The preference is partial sun and moist fertile soil. If the soil becomes too dry, the lower leaves have a tendency to fall off and the entire plant may wilt or die. Plants are attractive while young, but become ragged in appearance with age. Range & Habitat
L. cardiaca has a squarish stem which is clad in short hairs and is often purplish, especially near the nodes. The opposite leaves have serrated margins and are palmately lobed with long petioles; basal leaves are wedge shaped with three points while the upper leaves have five. They are slightly hairy above and greyish beneath. Flowers appear in leaf axils on the upper part of the plant and have three-lobed bracts. The calyx of each flower is bell-shaped and has five lobes. The corolla is irregular, 8 to 12 mm (0.3 to 0.5 in) long, fused, long-tubed with two lips. The upper lip is convex and covered with white hairs and the lower lip is three-lobed and downward-curving and spotted with red. The flowers are pink to lilac in colour often with furry lower lips. There are four stamens, two short and two longer, and the fruit is a four-chambered schizocarp. The plant grows to about 60 to 100 cm (24 to 39 in) in height and blooms during July and August.
Motherwort is probably native to the southeastern part of Europe and central Asia where it has been cultivated since ancient times. Its natural habitat is beside roadsides, in vacant fields, waste ground, rubbish dumps and other disturbed areas. This plant prefers well drained soil and a partly shady location. It is hardy in USDA climate zones 4–8.
Motherwort has a long history of use as a herb in traditional medicine in Central Europe, Asia and North America. Like many other plants, it has been used for a variety of ills. Midwives use it for a variety of purposes, including uterine tonic and prevention of uterine infection in women, hence the name Motherwort.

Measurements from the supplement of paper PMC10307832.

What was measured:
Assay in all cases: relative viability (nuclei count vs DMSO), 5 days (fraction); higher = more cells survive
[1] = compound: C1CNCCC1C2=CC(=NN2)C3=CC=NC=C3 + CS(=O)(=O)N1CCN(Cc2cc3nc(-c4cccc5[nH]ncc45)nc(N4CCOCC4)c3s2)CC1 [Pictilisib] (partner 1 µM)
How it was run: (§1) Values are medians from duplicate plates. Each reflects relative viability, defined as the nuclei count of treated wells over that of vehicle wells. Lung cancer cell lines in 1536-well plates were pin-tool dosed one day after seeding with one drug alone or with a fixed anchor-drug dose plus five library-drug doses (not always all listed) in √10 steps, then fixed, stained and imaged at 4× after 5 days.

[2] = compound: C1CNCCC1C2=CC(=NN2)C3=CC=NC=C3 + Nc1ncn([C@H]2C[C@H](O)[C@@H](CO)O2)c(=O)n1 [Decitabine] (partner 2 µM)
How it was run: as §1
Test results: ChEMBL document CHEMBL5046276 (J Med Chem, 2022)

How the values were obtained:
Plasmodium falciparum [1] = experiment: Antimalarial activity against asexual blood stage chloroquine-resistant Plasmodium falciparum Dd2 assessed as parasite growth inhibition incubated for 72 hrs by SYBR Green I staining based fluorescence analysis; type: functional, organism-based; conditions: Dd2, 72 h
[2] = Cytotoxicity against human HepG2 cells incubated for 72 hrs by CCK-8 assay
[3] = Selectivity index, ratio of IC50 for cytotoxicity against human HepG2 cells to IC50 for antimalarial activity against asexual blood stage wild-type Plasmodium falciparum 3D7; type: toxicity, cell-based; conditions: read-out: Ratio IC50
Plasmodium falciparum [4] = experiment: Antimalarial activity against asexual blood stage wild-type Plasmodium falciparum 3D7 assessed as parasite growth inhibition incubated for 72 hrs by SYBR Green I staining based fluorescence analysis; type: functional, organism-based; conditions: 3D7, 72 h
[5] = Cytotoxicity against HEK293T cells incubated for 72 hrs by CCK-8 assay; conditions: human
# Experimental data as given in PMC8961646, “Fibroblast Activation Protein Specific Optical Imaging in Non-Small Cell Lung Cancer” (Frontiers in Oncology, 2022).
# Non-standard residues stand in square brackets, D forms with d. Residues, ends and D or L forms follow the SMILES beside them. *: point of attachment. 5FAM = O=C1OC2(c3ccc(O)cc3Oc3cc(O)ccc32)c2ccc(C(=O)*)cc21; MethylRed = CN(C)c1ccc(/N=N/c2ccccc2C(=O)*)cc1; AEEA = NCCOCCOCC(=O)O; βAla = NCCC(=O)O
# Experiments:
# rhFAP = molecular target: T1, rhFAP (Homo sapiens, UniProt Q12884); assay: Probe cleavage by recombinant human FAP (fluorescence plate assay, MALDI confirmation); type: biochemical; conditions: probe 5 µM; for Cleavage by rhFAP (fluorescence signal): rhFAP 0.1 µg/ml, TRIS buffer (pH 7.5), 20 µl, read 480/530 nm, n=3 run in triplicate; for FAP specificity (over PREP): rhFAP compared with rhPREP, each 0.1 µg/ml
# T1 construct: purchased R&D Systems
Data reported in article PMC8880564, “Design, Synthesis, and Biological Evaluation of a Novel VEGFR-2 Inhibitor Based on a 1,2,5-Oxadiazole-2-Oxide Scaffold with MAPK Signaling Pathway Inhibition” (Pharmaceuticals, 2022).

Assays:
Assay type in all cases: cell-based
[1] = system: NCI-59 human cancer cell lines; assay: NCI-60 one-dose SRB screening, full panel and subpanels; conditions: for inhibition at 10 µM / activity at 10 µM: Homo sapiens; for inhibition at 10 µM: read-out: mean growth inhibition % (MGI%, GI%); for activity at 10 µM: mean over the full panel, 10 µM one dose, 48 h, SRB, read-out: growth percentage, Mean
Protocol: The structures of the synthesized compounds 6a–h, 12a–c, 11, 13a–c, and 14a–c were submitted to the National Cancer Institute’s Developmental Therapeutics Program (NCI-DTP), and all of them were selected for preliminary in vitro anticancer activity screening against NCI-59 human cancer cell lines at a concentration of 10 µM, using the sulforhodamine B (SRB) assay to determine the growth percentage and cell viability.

Susun Weed recommends it for combating stress and promoting relaxation during pregnancy, also claiming that, given during labor, it prevents hemorrhage. Michael Tierra, on the other hand, contraindicates it for internal use during pregnancy, claiming that it has the tendency to cause bleeding and may induce miscarriage. It was historically used in China to prevent pregnancy and to regulate menstruation. Motherwort is also used to ease stomach gas and cramping, menopausal problems, and insomnia, although Susun Weed warns it may be habit forming if used regularly to combat sleeplessness. According to Tierra, the traditional Chinese medicine energy and flavors are bitter, spicy, and slightly cold, and the systems affected are the pericardium and liver. The fresh or dried leaves, which are called yìmǔcǎo (益母草), are used and the recommended dosage is the standard infusion of one ounce herb to one pint boiling water, 2–6 mL of 1 in 5 tincture or 2–4 mL of 1:1 fluid extract, either in 25% ethanol, three times daily.
^Kuhn, Merrily A.; Winston, David; Marderosian, Ara Harold, Der (2000). Herbal therapy supplements: a scientific traditional approach. Philadelphia: Lippincott. p. 232. ISBN978-0-7817-2643-6.
^Kuchta, K; Volk, R. B.; Rauwald, H. W. (2013). "Stachydrine in Leonurus cardiaca, Leonurus japonicus, Leonotis leonurus: Detection and quantification by instrumental HPTLC and 1H-qNMR analyses". Die Pharmazie 68 (7): 534–40. PMID23923634.edit